La FED garde la main sur les taux 2 ans et laisse libre cours à l’inflation anticipée…

… Le dollar trinque, l’or salue l’évacuation du risque de changement de cap monétaire et l’écrasement des taux réels à court terme qu’il provoque.

Pas de changement de posture, donc, de la part de la FED qui continue officiellement à voir dans la remontée des taux longs une réaction normale des marchés à l’amélioration des perspectives économiques, que ses projections confortent ; ses prévisions de croissance pour 2021 sont revues à 6,5 % l’an pour la fin de l’année contre 4,2 % en décembre. La pentification de la courbe des taux ne préjugerait en rien de la nécessité de changer de cap monétaire. À ce titre, J. Powell rappelle que le niveau des taux d’intérêt est resté très bas pendant l’essentiel du cycle passé, pourtant le plus long de l’histoire contemporaine. Le changement de policy-mix ne soucie pas davantage le président de la FED qui met en avant la nécessité d’une politique de soutien à l’investissement, qu’il se donne, manifestement, comme mission de faciliter par le maintien d’une politique durablement très accommodante.

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The euro’s exchange rate is the ECB’s main concern, and so forging ahead on its chosen path is understandable

When, in September, Mario Draghi mentioned the euro exchange rate as one of the factors likely to influence the ECB’s monetary policy – alongside inflation and growth – few economists took him seriously. The euro’s rally since the spring, along with the obvious risk of a further rise if the ECB tightens monetary policy, meant that some caution was needed and made it acceptable to bend the previously established rule that the ECB bore no responsibility for the euro’s exchange rate. Seven weeks later, there no longer seemed to be any concern about this issue. Not only did eurozone economies, posting very good economic figures, appear to have coped with the euro’s rally, but the Fed had also clarified its strategy, reducing the risk of a further rise in the euro. As a result, the ECB was in theory able to relieve itself of the exchange-rate burden and make a more decisive commitment to bring its policy gradually back to normal.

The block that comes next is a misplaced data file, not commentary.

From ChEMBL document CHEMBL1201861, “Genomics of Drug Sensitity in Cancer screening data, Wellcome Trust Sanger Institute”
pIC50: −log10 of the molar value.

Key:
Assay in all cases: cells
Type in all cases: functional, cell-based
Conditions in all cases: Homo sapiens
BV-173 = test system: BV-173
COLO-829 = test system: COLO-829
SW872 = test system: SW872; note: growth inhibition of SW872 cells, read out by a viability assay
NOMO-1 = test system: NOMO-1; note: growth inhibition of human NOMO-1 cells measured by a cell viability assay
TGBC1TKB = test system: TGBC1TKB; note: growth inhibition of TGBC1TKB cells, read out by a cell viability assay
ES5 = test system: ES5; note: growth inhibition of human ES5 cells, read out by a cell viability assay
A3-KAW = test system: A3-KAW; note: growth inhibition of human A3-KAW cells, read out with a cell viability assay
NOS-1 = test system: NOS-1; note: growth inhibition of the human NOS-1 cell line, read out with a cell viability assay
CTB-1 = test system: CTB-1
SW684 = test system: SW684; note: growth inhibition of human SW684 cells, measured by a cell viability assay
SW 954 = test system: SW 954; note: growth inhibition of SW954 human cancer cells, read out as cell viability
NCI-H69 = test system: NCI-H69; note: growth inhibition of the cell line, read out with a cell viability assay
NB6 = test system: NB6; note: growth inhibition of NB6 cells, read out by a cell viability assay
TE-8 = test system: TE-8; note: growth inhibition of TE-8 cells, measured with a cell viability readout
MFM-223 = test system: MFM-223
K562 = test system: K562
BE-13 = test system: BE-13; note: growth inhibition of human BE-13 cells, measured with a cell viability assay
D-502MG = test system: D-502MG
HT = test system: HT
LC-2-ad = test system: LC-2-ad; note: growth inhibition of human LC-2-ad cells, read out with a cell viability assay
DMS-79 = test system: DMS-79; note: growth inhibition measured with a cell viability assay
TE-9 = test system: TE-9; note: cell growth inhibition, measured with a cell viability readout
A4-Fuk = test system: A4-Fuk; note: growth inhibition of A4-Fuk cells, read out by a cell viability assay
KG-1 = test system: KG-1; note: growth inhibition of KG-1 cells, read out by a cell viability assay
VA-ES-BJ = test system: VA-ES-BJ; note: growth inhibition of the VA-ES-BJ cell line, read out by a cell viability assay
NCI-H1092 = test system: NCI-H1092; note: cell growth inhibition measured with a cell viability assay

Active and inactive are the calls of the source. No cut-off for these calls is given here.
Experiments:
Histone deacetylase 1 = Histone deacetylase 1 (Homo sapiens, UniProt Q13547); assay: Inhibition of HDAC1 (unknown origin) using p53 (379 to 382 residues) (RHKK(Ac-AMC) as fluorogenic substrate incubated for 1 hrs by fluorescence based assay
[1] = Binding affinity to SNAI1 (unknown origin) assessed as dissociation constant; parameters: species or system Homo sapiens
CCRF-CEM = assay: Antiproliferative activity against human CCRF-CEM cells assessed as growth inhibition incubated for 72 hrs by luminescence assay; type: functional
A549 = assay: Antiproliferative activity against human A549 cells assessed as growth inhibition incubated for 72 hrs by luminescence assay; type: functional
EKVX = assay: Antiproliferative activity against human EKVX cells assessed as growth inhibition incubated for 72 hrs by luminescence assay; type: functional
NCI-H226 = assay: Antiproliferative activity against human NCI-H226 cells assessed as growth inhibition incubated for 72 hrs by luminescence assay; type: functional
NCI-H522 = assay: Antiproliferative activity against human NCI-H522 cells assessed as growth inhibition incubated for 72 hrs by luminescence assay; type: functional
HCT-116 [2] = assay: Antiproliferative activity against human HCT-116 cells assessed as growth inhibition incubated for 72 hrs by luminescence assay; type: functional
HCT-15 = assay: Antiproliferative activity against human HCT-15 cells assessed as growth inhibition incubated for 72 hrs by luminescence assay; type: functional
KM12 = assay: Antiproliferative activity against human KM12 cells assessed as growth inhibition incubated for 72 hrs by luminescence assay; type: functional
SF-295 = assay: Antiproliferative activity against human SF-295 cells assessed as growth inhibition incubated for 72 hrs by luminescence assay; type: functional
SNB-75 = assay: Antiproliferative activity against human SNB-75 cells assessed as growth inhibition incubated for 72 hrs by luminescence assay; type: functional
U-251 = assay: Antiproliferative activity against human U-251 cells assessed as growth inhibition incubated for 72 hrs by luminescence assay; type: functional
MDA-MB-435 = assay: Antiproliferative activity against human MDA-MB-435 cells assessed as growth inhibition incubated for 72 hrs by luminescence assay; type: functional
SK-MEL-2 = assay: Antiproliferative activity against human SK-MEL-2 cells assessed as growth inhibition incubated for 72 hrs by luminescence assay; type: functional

Lire la suite…

China: desperately seeking growth drivers

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How bad has the Chinese economy gotten to warrant such a firm reaction by Chinese authorities in recent weeks? 

Since mid-January, the People’s Bank of China has orchestrated a 3% fall in the yuan. Our suspicions of a shift in currency policy are being confirmed  and if such a move was intended to spark volatility to discourage capital inflows the strategy has certainly been successful. And the movement could well continue because China seems to be in disarray as it faces a major problem: mopping up excess private debt in the economy while maintaining growth. It is a tall task and growing evidence suggests that the 2014 GDP growth target of 7.5% is becoming less and less credible.

Mr. Draghi Seems Quite Sure of Himself…

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The President of the ECB is confident in his ability to stare down deflation risk and bring the inflation rate up to its official target of 2%…on a 2016 horizon. Well that was reassuring; the euro celebrated the news by increasing to USD 1.386 this morning, a record since October 2011! Could we have expected anything different? Apparently not. The ECB wasn’t about to shoot itself in the foot by announcing that its forecast pointed to a deflationary scenario, tacitly recognizing that it would fail in its deflation battle.